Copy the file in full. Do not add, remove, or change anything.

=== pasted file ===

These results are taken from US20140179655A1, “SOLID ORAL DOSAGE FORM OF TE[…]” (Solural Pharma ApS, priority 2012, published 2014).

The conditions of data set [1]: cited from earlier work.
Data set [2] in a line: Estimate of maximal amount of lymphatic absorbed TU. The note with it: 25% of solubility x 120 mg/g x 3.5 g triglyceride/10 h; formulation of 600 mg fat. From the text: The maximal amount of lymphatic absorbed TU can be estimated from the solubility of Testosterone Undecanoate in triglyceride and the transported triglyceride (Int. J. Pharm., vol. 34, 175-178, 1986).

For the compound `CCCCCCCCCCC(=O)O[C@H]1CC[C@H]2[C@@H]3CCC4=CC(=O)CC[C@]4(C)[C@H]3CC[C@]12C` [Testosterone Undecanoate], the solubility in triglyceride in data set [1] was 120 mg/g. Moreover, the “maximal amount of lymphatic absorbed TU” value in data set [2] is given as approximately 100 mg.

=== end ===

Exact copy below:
These results are taken from US20140179655A1, “SOLID ORAL DOSAGE FORM OF TE[…]” (Solural Pharma ApS, priority 2012, published 2014).

The conditions of data set [1]: cited from earlier work.
Data set [2] in a line: Estimate of maximal amount of lymphatic absorbed TU. The note with it: 25% of solubility x 120 mg/g x 3.5 g triglyceride/10 h; formulation of 600 mg fat. From the text: The maximal amount of lymphatic absorbed TU can be estimated from the solubility of Testosterone Undecanoate in triglyceride and the transported triglyceride (Int. J. Pharm., vol. 34, 175-178, 1986).

For the compound `CCCCCCCCCCC(=O)O[C@H]1CC[C@H]2[C@@H]3CCC4=CC(=O)CC[C@]4(C)[C@H]3CC[C@]12C` [Testosterone Undecanoate], the solubility in triglyceride in data set [1] was 120 mg/g. Moreover, the “maximal amount of lymphatic absorbed TU” value in data set [2] is given as approximately 100 mg.